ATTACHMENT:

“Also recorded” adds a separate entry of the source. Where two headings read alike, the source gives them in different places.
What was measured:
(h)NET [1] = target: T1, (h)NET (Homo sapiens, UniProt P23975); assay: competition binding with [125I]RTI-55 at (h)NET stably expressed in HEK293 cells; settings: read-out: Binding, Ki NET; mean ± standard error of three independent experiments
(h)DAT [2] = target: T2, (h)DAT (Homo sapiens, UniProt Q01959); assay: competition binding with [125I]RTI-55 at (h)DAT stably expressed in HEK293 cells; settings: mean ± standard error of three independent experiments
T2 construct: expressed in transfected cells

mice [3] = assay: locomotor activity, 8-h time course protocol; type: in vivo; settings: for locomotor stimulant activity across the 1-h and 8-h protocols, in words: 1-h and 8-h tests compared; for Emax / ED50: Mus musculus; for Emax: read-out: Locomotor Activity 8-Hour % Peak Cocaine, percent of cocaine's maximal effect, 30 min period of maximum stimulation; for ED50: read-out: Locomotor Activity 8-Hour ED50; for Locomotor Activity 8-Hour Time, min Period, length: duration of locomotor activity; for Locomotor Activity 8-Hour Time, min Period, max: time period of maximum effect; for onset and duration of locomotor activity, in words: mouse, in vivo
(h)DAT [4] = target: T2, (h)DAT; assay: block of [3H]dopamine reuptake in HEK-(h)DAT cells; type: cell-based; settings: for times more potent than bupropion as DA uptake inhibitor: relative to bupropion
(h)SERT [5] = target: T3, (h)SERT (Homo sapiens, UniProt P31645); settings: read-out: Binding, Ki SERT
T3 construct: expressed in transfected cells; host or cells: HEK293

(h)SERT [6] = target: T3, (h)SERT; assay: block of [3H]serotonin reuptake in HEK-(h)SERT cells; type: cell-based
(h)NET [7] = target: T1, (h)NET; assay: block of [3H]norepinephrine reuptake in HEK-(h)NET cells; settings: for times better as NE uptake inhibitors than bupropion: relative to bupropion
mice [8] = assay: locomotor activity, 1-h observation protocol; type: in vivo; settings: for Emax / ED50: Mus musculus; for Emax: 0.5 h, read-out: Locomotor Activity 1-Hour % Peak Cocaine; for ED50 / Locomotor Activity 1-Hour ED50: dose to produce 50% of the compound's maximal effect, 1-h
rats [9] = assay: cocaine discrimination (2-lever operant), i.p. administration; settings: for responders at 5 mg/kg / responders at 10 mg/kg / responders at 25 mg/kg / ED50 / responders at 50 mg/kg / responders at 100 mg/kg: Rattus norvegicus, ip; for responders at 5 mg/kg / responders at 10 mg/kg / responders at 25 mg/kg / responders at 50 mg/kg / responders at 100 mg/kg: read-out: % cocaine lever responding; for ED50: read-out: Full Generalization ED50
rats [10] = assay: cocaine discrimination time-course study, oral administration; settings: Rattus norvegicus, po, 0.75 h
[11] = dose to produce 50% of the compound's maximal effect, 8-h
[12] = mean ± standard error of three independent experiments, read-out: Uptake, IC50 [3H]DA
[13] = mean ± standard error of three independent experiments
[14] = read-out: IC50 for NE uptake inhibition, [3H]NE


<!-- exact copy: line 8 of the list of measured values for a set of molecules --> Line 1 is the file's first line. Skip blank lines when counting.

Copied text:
(h)SERT [5] = target: T3, (h)SERT (Homo sapiens, UniProt P31645); settings: read-out: Binding, Ki SERT